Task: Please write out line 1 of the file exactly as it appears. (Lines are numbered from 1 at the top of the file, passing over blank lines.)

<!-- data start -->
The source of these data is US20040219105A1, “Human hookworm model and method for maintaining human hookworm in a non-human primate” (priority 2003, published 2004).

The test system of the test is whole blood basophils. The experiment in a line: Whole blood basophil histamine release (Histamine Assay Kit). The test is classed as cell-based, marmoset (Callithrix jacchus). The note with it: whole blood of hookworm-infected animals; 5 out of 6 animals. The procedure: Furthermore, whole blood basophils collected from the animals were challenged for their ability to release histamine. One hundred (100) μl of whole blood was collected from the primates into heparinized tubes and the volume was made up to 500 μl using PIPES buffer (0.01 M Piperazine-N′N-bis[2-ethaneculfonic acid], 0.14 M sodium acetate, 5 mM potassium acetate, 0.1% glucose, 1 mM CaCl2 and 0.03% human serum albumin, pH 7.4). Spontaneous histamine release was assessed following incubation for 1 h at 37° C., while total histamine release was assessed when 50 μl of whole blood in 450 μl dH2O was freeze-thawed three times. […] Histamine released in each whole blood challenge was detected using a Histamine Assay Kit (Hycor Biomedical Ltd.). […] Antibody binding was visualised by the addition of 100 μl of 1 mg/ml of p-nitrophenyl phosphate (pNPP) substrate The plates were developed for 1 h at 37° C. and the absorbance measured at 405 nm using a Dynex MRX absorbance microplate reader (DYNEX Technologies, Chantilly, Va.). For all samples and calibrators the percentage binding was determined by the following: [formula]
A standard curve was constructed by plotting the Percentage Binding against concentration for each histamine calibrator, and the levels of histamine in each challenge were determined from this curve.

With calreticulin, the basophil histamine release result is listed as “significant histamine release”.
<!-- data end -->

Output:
The source of these data is US20040219105A1, “Human hookworm model and method for maintaining human hookworm in a non-human primate” (priority 2003, published 2004).